Picture Jonathan, an experienced assembly line worker who cannot find manufacturing jobs in the region where he lives. Jonathan has extensive experience in software quality assurance and is comfortable testing entertainment center software for cars in a manufacturing context. With a skills-only approach, we would assume that Jonathan’s existing software testing skills would transfer to testing accounting software at a desk job for a modern startup office. Additionally, if the new role required learning a specific tool for test automation, using examples from a pharmaceutical context would be fine.

In contrast, with a skills- and context-based approach, one would look for ways to help Jonathan bring his prior experience into the training program and understand which of his prior skills could be useful in future contexts. For example, when learning about the new software automation tool, Jonathan would be asked to connect-back[vii]and identify where automation was used to support quality assurance in his prior manufacturing job. To help Jonathan connect-forward, learning activities could include a description of what is typically asked of a business software tester, and what a typical day would look like in that role, followed by a reflection exercise focused on listing which of his skills would apply in that environment. It’s easy to mistake the examples of instructional practices above as icing on a cake and the skills as the cake itself. In fact, research shows that how learning is framed and conducted influences how much learners will expect and seek out transfer in future contexts[viii].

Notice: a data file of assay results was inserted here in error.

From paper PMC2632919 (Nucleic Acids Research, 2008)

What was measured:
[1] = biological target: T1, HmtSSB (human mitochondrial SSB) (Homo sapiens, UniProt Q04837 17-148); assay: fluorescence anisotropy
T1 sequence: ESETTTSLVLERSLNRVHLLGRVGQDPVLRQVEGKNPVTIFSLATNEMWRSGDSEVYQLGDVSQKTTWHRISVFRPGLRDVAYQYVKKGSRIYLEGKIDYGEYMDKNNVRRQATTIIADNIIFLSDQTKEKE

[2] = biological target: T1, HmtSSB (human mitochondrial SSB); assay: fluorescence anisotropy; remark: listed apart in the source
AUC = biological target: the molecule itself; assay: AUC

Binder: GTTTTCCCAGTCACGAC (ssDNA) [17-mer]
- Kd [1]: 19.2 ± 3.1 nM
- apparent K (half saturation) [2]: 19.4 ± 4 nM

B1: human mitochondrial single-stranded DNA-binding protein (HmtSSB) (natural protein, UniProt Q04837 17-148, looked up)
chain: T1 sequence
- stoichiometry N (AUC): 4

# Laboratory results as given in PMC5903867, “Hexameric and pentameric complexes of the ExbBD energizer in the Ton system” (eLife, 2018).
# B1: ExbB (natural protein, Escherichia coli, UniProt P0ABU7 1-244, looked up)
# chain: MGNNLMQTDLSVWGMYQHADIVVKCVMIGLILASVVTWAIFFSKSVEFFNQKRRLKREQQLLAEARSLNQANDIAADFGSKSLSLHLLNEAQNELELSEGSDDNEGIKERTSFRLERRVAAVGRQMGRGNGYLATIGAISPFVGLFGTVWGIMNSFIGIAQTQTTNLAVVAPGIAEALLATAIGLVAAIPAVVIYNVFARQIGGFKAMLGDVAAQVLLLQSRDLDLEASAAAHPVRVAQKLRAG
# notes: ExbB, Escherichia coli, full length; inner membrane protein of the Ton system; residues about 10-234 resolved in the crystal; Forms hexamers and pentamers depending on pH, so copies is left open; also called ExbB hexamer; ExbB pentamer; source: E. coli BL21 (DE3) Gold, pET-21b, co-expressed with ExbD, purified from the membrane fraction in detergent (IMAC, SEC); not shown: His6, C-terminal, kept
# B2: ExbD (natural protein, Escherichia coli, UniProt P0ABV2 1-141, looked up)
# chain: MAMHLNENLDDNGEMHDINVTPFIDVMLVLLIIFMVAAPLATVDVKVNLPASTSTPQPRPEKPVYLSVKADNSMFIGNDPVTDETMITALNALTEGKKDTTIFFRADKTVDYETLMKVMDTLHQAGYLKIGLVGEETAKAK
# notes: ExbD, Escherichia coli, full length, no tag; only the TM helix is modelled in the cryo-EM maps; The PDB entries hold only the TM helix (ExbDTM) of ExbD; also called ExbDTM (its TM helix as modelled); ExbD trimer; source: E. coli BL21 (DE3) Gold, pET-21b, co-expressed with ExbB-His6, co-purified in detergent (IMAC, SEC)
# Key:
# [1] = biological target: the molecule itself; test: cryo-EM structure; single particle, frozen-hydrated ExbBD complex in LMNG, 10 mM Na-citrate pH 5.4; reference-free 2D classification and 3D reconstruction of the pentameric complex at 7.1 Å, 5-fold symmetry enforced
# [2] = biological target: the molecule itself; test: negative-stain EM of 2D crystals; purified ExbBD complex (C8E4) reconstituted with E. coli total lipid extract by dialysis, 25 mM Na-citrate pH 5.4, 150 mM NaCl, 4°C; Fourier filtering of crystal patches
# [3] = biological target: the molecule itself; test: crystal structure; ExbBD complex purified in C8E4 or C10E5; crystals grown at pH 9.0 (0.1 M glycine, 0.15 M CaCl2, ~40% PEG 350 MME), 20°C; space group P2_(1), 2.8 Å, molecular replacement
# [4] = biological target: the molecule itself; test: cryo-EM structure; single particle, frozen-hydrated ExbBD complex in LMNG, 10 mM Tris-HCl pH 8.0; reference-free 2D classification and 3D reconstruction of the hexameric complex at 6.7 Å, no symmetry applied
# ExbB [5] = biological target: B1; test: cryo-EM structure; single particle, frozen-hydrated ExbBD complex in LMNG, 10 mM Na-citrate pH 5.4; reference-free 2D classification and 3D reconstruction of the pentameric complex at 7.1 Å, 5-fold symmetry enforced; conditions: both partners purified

Additionally, a next-level learning lens needs to account for identities. On one hand, people’s identities influence what and how they learn—for example, whether a male-identifying blue-collar worker will consider learning for jobs in caregiving industries historically perceived as women’s work or a pink-collar job[ix]. On the other hand, learning itself is a process of identity formation; it changes not only what we know and can do but who we are[x].